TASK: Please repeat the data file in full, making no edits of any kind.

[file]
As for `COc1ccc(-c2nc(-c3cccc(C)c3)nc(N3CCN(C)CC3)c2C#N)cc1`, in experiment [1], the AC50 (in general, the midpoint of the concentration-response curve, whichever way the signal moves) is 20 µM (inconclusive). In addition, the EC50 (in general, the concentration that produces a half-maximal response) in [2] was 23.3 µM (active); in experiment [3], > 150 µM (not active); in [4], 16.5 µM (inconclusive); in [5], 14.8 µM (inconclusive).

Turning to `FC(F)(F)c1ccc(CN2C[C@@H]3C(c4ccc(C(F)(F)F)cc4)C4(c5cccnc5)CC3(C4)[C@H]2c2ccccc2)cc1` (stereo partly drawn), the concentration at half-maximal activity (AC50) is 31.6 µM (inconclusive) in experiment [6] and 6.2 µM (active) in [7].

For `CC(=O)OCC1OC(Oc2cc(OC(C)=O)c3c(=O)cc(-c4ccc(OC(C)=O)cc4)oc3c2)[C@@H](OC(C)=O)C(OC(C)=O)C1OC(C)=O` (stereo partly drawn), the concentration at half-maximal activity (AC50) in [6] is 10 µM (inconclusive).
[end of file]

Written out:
As for `COc1ccc(-c2nc(-c3cccc(C)c3)nc(N3CCN(C)CC3)c2C#N)cc1`, in experiment [1], the AC50 (in general, the midpoint of the concentration-response curve, whichever way the signal moves) is 20 µM (inconclusive). In addition, the EC50 (in general, the concentration that produces a half-maximal response) in [2] was 23.3 µM (active); in experiment [3], > 150 µM (not active); in [4], 16.5 µM (inconclusive); in [5], 14.8 µM (inconclusive).

Turning to `FC(F)(F)c1ccc(CN2C[C@@H]3C(c4ccc(C(F)(F)F)cc4)C4(c5cccnc5)CC3(C4)[C@H]2c2ccccc2)cc1` (stereo partly drawn), the concentration at half-maximal activity (AC50) is 31.6 µM (inconclusive) in experiment [6] and 6.2 µM (active) in [7].

For `CC(=O)OCC1OC(Oc2cc(OC(C)=O)c3c(=O)cc(-c4ccc(OC(C)=O)cc4)oc3c2)[C@@H](OC(C)=O)C(OC(C)=O)C1OC(C)=O` (stereo partly drawn), the concentration at half-maximal activity (AC50) in [6] is 10 µM (inconclusive).